If you are pregnant, believe you may be pregnant, or have plans to have a baby soon, you should ask your doctor or pharmacist for advice before using Dalacin cream. Let your doctor know if you will be breastfeeding while using Dalacin cream.
Clindamycin belongs to a class of medications called lincomycin antibiotics. The antibiotic works by halting or slowing the growth of bacteria in the vagina.
As well as Dalacin cream, there are other treatments that you can use to treat bacterial vaginosis. Another antibiotic called metronidazole can be taken as a tablet or used as a vaginal gel.
You should always use Dalacin cream exactly how your doctor or pharmacist has advised. The normal dose is one applicator full (roughly 5 grams). This should be placed into the vagina each night for seven nights in a row.
Always make sure to wash your hands before using Dalacin cream, and follow the instructions below:
- Take away the cap from the tube.
- Screw one of the disposable plastic applicators applied onto the tube where the cap has been removed.
- Hold the tube from the bottom, and gently squeeze and force the cream into the applicator.
- When the plunger no longer moves, this means the applicator is full.
- Take off the applicator and put the cap back onto the tube.
- Lie on your back, grasp the applicator barrel firmly, and gently insert the vagina as far as you can without causing irritation.
- While you hold the barrel, push the plunger gradually until it stops and once all the cream has been removed.
- Take out the applicator carefully and dispose of it. It is advised to wrap it in paper before disposing of it.
- Wash your hands well after you have applied the cream.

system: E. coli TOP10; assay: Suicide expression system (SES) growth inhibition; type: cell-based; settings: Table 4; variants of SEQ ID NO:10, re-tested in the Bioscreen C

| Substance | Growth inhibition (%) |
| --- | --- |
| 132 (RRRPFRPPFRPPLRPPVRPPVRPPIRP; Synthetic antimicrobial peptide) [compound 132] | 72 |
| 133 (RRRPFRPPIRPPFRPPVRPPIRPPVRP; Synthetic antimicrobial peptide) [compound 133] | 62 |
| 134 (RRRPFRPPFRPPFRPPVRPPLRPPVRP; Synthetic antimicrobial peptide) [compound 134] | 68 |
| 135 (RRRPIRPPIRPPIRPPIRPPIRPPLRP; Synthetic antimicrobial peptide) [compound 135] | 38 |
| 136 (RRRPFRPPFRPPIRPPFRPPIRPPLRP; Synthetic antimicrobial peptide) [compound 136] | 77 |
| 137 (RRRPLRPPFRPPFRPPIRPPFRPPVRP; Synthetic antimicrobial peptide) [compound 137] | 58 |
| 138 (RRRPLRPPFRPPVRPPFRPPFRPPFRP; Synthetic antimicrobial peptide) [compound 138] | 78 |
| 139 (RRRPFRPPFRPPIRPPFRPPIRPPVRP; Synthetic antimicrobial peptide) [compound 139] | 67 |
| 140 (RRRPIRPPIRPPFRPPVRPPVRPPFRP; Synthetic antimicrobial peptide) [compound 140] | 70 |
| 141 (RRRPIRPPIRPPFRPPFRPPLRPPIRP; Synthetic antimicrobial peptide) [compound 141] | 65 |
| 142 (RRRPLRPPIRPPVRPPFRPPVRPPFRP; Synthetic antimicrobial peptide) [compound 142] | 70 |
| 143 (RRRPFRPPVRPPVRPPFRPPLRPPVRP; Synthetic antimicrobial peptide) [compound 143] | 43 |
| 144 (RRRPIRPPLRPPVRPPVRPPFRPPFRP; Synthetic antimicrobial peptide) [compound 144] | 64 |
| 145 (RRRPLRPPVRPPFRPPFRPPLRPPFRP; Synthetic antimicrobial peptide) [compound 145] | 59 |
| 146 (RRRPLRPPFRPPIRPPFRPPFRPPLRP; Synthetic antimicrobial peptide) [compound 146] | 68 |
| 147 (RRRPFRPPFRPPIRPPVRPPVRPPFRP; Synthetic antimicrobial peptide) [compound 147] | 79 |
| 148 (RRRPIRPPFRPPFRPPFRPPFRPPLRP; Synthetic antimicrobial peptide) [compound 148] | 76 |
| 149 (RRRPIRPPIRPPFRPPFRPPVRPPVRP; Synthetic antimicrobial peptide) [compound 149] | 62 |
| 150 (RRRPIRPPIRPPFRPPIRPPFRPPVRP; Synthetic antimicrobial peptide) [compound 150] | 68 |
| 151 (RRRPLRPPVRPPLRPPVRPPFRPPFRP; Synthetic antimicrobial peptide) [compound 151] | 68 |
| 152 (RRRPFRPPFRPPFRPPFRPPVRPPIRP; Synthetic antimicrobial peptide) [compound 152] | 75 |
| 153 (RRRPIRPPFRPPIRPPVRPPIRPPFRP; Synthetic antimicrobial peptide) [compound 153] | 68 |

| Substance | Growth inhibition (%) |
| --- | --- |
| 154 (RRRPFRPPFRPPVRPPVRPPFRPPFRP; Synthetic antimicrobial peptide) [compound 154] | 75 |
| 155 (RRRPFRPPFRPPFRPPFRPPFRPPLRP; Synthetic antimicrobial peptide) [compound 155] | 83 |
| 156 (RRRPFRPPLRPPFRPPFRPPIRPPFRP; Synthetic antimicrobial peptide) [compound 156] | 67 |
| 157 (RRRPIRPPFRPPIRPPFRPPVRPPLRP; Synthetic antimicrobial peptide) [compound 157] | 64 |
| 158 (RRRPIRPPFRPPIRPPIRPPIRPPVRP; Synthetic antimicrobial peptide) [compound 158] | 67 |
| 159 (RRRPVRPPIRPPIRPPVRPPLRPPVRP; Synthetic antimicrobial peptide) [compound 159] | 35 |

If you or someone else swallows any Dalacin cream, contact your doctor. While the cream is not likely to cause harm, only your doctor will tell you what steps to take next.
Should you forget a Dalacin cream dose, you can use it straight away if it has only been a few hours late. If it is nearly time for the next application, you should skip the forgotten one. Simply do the next application at the normal time. You should never double the amount you use. Instead, carry on using Dalacin cream at the normal times.
In some cases, you may feel better before treatment is finished. Even if you feel better, you should not stop using Dalacin cream until you have completed the full course.
Dr Kathryn Basford
Dr Kathryn Basford is a qualified GP who works as a GP in London, as well as with ZAVA. She graduated from the University of Manchester and completed her GP training through Whipps Cross Hospital in London.Meet our doctors
Article created: 16 Sep 2021
Last reviewed: 16 Sep 2021
Bacterial vaginosis (November 2018) NHS (Accessed 25 August 2021)
Clindamycin Drugs.com (Accessed 25 August 2021)
Dalacin cream 2% - Patient Information Leaflet (PIL) (May 2021) EMC (Accessed 25 August 2021)
List of Lincomycin derivatives Drugs.com (Accessed 25 August 2021)
Metronidazole: antibiotic to treat bacterial infections (December 2018) NHS (Accessed 25 August 2021)